- Homes where one or two rooms within the main home or a self-contained part used for B&B and holiday lets (inc Airbnb)... guest stay mustn't be beyond 30 consecutive days
- Houses with land and buildings in personal agricultural or equestrian use
Changes also include an increased range of property types from historic to modern methods of construction, including:
- Modern Eco homes
- Thatched properties including grade I and II* and many historic building techniques
- Basement flats
- Studio flats
What if I took out my equity release in the last 12 months?
Even if you recently took out your equity release plan, you still may be able to make savings or borrow additional funds. It is essential to review your circumstances regularly and to consider how any of your plans have changed.
So, even if your review shows your current plan is the best for you to keep, your time is not wasted. Remember: Money Release will not recommend any new finance arrangement if it is not in your best interest to take it out.
What's more, we can keep you updated on any future market developments and any new plans which may be able to save you money in the future too.
What if I have Early Repayment Charges to pay?
If you pay back an existing equity release plan before the natural term end, you may incur additional charges called Early Repayment Charges (ERC's). These charges generally fall into two main types:
- Fixed-rate ERC's
- Variable-rate ERC's
With fixed-rate ERC's, you will find that there is a known percentage that the lender will charge for you to pay back early. They can be charged as a percentage on the amount you initially borrowed, or as a percentage on the amount you are repaying.
In either scenario, you are likely going to be charged somewhere between 3% and 6%, with the maximum we have seen of 10%.
With variable-rate ERC's, the penalty is likely to be linked to a GILT. As the name suggests, the variable nature means that you do not know what any potential penalty would be without contacting your existing lender. They then calculate the amount owed to repay early. We have seen some plans that can be repaid without incurring any ERC's, while others could be up to 25% of the initial amount borrowed.
While these charges are potentially significant, a small decrease in interest rate can potentially save you thousands in compound interest, offsetting these additional charges very quickly.
Let's look back at our earlier example to see how the charges affect the savings over the term. On the x-axis is years; the y-axis is the balance of the plan.
As you can see, the requirement to borrow additional monies does mean that in the first few years the new plan is more expensive than retaining the old one. However, the crossover point is during year seven and the saving from then on in mount up significantly.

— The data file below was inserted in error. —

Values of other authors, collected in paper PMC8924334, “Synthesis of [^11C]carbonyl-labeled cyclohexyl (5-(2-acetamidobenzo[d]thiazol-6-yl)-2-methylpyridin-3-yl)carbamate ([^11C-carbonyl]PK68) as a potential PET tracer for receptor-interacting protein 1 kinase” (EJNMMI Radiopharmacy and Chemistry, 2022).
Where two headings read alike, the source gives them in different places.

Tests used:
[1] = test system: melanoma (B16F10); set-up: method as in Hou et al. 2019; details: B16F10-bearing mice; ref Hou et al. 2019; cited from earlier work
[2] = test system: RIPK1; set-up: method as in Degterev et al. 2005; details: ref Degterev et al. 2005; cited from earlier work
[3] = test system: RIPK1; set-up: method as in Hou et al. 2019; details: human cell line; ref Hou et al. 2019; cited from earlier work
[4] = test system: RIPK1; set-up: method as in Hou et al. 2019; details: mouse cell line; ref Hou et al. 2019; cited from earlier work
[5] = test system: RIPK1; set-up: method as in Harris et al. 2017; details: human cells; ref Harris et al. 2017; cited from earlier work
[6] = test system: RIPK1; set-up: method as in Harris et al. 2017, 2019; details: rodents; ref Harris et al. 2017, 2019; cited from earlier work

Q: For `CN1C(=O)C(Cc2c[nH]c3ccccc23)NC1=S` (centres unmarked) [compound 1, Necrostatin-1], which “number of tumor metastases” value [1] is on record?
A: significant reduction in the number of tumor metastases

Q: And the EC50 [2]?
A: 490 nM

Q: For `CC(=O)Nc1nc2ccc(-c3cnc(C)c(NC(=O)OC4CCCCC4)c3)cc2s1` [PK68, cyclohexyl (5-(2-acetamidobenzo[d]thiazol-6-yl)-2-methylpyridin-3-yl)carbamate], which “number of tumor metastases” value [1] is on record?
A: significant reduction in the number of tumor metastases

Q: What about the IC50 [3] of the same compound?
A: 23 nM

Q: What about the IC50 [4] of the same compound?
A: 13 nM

So even if you are required to pay a penalty for settling your existing equity release plan early, you may still be able to save a significant amount of money over the life of the new plan.
What do you need to see if there are potential savings to be had?
The good news is that we do all the hard work for you. All we require from you is permission to speak to your existing equity release lender and to run through some basic applicant and property criteria with you.
We then produce a full report detailing the amounts you may be able to save, along with the additional cash you may be able to release too.
After you have reviewed your report, your advisor will be able to explore your current circumstances further, and your plans for the future. They will then be able to provide their recommendation for any new plan that may be more suitable for you.
If following your recommendation you wish to proceed, we complete all the necessary paperwork with you and apply to the lender. The rest of the process should be reasonably similar to the first time you took out an equity release plan. The exception is that your solicitor will redeem your existing equity release with your current lender. If any additional funds were requested, your solicitor would transfer these to your bank account directly.
So put us to the challenge and see if you too could save thousands of pounds by switching your equity release plan today. Complete our webform, and we will be in touch to produce your report.
If you have further questions, why not speak with one of our qualified advisors?
Call us on 0207 158 0881 or use our online form to book your FREE consultation.
While a qualified equity release advisor has written this guide, it is not intended to be used as financial nor legal advice and should not be relied upon.
To understand the full features and risks of an Equity Release plan, ask for a personalised illustration.
* Where savings were obtainable, the average savings for clients reviewed in February 2020 over the estimated term was £32,899.